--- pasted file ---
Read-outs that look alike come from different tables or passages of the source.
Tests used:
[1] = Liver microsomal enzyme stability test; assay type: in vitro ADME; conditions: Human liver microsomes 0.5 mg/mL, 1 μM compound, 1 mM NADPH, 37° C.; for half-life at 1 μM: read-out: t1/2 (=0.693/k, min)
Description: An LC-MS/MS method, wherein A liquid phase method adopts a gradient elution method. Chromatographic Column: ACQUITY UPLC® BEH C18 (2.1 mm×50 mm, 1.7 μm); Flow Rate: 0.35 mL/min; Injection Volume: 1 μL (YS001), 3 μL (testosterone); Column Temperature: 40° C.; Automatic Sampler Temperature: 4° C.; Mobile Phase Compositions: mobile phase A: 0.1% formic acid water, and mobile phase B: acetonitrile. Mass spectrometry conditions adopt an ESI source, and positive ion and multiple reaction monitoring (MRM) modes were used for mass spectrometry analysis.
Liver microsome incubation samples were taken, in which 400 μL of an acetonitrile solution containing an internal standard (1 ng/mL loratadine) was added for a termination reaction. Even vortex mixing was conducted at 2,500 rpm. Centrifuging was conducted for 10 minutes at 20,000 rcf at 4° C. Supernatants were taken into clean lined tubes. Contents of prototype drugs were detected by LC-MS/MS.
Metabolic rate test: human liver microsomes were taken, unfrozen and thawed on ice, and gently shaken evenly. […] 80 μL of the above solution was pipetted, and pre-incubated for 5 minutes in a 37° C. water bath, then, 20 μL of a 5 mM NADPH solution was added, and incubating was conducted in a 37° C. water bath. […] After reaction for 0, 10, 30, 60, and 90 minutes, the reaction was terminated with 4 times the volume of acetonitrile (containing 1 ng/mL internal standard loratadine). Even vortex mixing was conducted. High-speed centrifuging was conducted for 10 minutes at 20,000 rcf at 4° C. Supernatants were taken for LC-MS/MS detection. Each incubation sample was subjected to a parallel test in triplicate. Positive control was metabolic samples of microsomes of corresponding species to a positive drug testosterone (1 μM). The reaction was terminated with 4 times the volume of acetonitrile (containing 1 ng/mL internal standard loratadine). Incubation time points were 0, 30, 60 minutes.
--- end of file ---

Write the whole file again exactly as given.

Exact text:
Read-outs that look alike come from different tables or passages of the source.
Tests used:
[1] = Liver microsomal enzyme stability test; assay type: in vitro ADME; conditions: Human liver microsomes 0.5 mg/mL, 1 μM compound, 1 mM NADPH, 37° C.; for half-life at 1 μM: read-out: t1/2 (=0.693/k, min)
Description: An LC-MS/MS method, wherein A liquid phase method adopts a gradient elution method. Chromatographic Column: ACQUITY UPLC® BEH C18 (2.1 mm×50 mm, 1.7 μm); Flow Rate: 0.35 mL/min; Injection Volume: 1 μL (YS001), 3 μL (testosterone); Column Temperature: 40° C.; Automatic Sampler Temperature: 4° C.; Mobile Phase Compositions: mobile phase A: 0.1% formic acid water, and mobile phase B: acetonitrile. Mass spectrometry conditions adopt an ESI source, and positive ion and multiple reaction monitoring (MRM) modes were used for mass spectrometry analysis.
Liver microsome incubation samples were taken, in which 400 μL of an acetonitrile solution containing an internal standard (1 ng/mL loratadine) was added for a termination reaction. Even vortex mixing was conducted at 2,500 rpm. Centrifuging was conducted for 10 minutes at 20,000 rcf at 4° C. Supernatants were taken into clean lined tubes. Contents of prototype drugs were detected by LC-MS/MS.
Metabolic rate test: human liver microsomes were taken, unfrozen and thawed on ice, and gently shaken evenly. […] 80 μL of the above solution was pipetted, and pre-incubated for 5 minutes in a 37° C. water bath, then, 20 μL of a 5 mM NADPH solution was added, and incubating was conducted in a 37° C. water bath. […] After reaction for 0, 10, 30, 60, and 90 minutes, the reaction was terminated with 4 times the volume of acetonitrile (containing 1 ng/mL internal standard loratadine). Even vortex mixing was conducted. High-speed centrifuging was conducted for 10 minutes at 20,000 rcf at 4° C. Supernatants were taken for LC-MS/MS detection. Each incubation sample was subjected to a parallel test in triplicate. Positive control was metabolic samples of microsomes of corresponding species to a positive drug testosterone (1 μM). The reaction was terminated with 4 times the volume of acetonitrile (containing 1 ng/mL internal standard loratadine). Incubation time points were 0, 30, 60 minutes.